On this morning’s walk I came within a whisker of being struck by a bicycle.
It happened on one of the darkest parts of the leisure path, where there are no street lights. The cyclist didn’t have a headlight. I could see him because there was a dim red light on the back of his bike, but he apparently didn’t see me. I moved to the right edge of the path, but he kept veering inexorably over in my direction. I’m guessing he was fiddling with his gear or water bottle and wasn’t paying attention; I’m fairly confident no one has put out a bicycle hit on me. Finally, I trotted off the leisure path to get out of his way, and the sudden movement got his attention. He said “Sorry!” as he righted his bike and went whizzing past, and I emerged from the encounter unscathed, with only an adrenalin surge to remember him by.
There’s always been an uneasy truce between cyclists and walkers on leisure paths and sidewalks. Bicycles move much faster than pedestrians, of course, and it’s unnerving to hear cyclists shout “On your left!” from behind you before they go flying by. When I see cyclists weaving though the people on the path, I’m tempted to think that the path should be reserved for walkers and joggers. Then I remember that I ride my bicycle on the path, too, because it’s a great ride — a smooth path, unhindered by stop signs or cars that drive too close, with a cool tunnel, little hills to get the blood pumping, and long coasting runs. It’s perfect for cycling, just as it’s perfect for a brisk, head-clearing morning walk.
There’s no reason why cyclists, pedestrians, and joggers can’t share the leisure path, day or night or early morning. But the cyclists need to really pay attention, especially when it’s dark outside. Having a light on the front of the bicycle would help, too.
There are morning walkers, and then there are morning joggers. Walkers uniformly greet each other with a hearty “good morning!” Some joggers, on the other hand, just . . . wave.
Actually, calling it a wave isn’t all that accurate, because there’s no side-to-side motion. It’s just a flip of the wrist and showing of the open palm, as if the jogger wanted to demonstrate that he isn’t carrying a knife or revolver. It’s like the hand that appeared above the head of Paul McCartney on the Sgt. Pepper’s Lonely Hearts Club Band cover, which was supposed to be another of the clues demonstrating that McCartney was killed in a car crash. No wonder the joggers’ wave doesn’t exactly warm the cockles of my heart.
I’m not quite sure why the joggers’ wave bugs me. It’s a bit embarrassing to say hello and get the joggers’ wave in return, but that’s not the only issue. It’s like the joggers who do the flip wave think they are better than the walkers, because they’re moving faster and they wear spiffy jogging outfits and have bottles of water hooked at their beltlines, whereas the walkers look like they’ve just rolled out of bed. The joggers are willing to condescend to acknowledge the existence of the ant-like walkers — so far below the Olympian joggers — but they don’t want to be too familiar and encourage too much unwanted interaction.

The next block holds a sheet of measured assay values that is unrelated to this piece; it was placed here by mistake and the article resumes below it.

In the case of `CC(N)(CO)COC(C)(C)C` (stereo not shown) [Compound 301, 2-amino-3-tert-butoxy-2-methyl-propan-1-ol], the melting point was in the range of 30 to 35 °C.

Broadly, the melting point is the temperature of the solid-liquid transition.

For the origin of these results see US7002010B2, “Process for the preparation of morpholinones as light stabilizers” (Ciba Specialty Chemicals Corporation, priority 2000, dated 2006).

Maybe I’m reading too much into this. Maybe the joggers just don’t want to let the walkers know that they are so gassed they can’t say hello without gasping for air. Maybe they can barely summon the energy to do their lame excuse for a wave without stumbling to the side of the road and sprawling on the grass.
I’ll think of that happy thought the next time I’m walking the dogs, say hello, and have to endure another desultory joggers’ wave.
The New Albany Walking Classic is a nice event that helps make New Albany a fine place to live. I’m a walker, and I’m all for encouraging people to walk more. Still, I think there are kinks to be worked out. Our neighborhood, North of Woods, always is penned in by these events. If you try to engage in some normal weekend suburban act — like driving your car — while the event is underway you are either blocked entirely or subjected to angry glances from participants as you try to navigate on what are supposed to be public roads.
Today the Classic started at 9 a.m., so I left home to drive to the New Albany Country Club at 8:50, even though my tee time wasn’t until 10:10. I wanted to leave plenty of time to spare. Although I made it out of my neighborhood okay, I was blocked at one point by an earnest Boy Scout troop leader who tried to prevent me from driving to the golf club even though there was no walker within miles. After I made it to the golf course they sent us off on the east nine, which required us to move through the teeth of the walkers and then play past some acid rock guitar group that was playing heavy metal at ear-splitting volume. I’m sure the music helped motivate the walkers, but how about some consideration for the golfers — or for that matter, for the neighbors who would like to spend a quiet Sunday morning in their backyards?